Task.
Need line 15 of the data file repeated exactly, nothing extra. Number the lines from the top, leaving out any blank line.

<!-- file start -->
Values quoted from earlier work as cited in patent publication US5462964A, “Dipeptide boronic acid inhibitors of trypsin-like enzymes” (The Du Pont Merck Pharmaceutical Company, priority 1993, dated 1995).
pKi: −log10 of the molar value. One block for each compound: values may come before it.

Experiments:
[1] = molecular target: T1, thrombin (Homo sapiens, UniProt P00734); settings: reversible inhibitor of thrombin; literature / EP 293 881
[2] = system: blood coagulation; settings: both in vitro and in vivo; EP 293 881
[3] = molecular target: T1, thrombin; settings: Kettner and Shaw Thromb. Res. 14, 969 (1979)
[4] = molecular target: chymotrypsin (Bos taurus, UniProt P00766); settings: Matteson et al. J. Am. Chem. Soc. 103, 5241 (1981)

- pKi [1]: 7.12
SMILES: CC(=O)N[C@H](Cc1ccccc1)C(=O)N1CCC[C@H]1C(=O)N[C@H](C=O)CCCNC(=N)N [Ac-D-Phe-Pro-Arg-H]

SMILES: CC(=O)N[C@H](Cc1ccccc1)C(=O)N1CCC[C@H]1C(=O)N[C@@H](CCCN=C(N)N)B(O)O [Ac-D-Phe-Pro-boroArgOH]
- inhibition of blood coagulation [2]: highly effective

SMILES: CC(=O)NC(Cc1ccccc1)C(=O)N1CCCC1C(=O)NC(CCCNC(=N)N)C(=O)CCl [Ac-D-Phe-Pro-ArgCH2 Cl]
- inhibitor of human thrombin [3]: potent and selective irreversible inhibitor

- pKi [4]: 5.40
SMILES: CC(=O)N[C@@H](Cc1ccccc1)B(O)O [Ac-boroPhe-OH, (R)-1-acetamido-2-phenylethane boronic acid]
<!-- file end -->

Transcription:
SMILES: CC(=O)N[C@@H](Cc1ccccc1)B(O)O [Ac-boroPhe-OH, (R)-1-acetamido-2-phenylethane boronic acid]